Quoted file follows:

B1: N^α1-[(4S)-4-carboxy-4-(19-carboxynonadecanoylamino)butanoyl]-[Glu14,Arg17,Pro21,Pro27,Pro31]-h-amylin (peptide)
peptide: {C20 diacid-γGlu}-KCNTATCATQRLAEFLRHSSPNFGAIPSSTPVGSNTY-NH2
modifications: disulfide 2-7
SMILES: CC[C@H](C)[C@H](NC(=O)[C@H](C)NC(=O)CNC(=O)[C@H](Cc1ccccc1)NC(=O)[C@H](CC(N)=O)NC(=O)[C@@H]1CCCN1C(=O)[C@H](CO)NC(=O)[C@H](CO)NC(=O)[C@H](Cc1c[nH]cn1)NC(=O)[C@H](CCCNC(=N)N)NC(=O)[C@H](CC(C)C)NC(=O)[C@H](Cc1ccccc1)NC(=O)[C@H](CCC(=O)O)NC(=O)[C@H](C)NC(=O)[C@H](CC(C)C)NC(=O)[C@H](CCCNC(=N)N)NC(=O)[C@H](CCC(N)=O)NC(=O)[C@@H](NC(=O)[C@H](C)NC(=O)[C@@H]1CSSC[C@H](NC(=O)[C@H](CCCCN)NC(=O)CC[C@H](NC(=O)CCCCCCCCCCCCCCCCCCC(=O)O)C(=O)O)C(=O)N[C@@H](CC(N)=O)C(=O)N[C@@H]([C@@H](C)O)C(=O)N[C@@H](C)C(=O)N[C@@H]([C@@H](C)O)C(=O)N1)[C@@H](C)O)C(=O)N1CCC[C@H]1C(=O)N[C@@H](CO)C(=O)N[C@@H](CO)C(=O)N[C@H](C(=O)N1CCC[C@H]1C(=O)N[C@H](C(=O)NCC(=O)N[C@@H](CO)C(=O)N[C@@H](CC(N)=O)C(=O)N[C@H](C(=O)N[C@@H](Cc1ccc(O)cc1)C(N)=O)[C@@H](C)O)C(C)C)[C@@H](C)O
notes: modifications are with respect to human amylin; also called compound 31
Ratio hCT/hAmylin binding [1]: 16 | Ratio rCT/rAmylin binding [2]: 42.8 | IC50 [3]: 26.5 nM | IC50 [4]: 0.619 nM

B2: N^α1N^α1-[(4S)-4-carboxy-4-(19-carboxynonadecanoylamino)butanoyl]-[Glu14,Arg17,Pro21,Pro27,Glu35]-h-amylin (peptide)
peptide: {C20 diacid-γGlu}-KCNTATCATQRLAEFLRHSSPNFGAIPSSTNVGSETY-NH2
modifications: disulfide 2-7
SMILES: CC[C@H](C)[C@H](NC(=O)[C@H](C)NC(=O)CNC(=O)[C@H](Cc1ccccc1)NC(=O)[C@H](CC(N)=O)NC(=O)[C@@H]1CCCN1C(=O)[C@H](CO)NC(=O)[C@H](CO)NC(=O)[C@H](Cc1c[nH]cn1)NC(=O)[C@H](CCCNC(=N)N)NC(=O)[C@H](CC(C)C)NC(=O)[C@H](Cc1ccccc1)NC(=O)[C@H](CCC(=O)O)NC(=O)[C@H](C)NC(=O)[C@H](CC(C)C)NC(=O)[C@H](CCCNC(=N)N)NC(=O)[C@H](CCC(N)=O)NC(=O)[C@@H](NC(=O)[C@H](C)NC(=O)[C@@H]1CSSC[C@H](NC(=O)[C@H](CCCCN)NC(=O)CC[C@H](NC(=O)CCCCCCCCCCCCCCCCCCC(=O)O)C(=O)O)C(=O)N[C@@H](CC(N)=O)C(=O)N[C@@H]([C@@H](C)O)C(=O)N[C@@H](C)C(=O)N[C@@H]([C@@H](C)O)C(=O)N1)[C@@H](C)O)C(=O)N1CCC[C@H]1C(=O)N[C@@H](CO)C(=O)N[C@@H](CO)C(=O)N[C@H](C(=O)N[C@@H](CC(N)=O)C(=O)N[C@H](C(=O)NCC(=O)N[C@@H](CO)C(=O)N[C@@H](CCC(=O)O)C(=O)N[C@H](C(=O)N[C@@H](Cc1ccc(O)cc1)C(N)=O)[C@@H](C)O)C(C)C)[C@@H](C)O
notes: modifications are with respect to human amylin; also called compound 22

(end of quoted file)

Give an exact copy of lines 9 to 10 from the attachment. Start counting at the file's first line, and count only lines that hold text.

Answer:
modifications: disulfide 2-7
SMILES: CC[C@H](C)[C@H](NC(=O)[C@H](C)NC(=O)CNC(=O)[C@H](Cc1ccccc1)NC(=O)[C@H](CC(N)=O)NC(=O)[C@@H]1CCCN1C(=O)[C@H](CO)NC(=O)[C@H](CO)NC(=O)[C@H](Cc1c[nH]cn1)NC(=O)[C@H](CCCNC(=N)N)NC(=O)[C@H](CC(C)C)NC(=O)[C@H](Cc1ccccc1)NC(=O)[C@H](CCC(=O)O)NC(=O)[C@H](C)NC(=O)[C@H](CC(C)C)NC(=O)[C@H](CCCNC(=N)N)NC(=O)[C@H](CCC(N)=O)NC(=O)[C@@H](NC(=O)[C@H](C)NC(=O)[C@@H]1CSSC[C@H](NC(=O)[C@H](CCCCN)NC(=O)CC[C@H](NC(=O)CCCCCCCCCCCCCCCCCCC(=O)O)C(=O)O)C(=O)N[C@@H](CC(N)=O)C(=O)N[C@@H]([C@@H](C)O)C(=O)N[C@@H](C)C(=O)N[C@@H]([C@@H](C)O)C(=O)N1)[C@@H](C)O)C(=O)N1CCC[C@H]1C(=O)N[C@@H](CO)C(=O)N[C@@H](CO)C(=O)N[C@H](C(=O)N[C@@H](CC(N)=O)C(=O)N[C@H](C(=O)NCC(=O)N[C@@H](CO)C(=O)N[C@@H](CCC(=O)O)C(=O)N[C@H](C(=O)N[C@@H](Cc1ccc(O)cc1)C(N)=O)[C@@H](C)O)C(C)C)[C@@H](C)O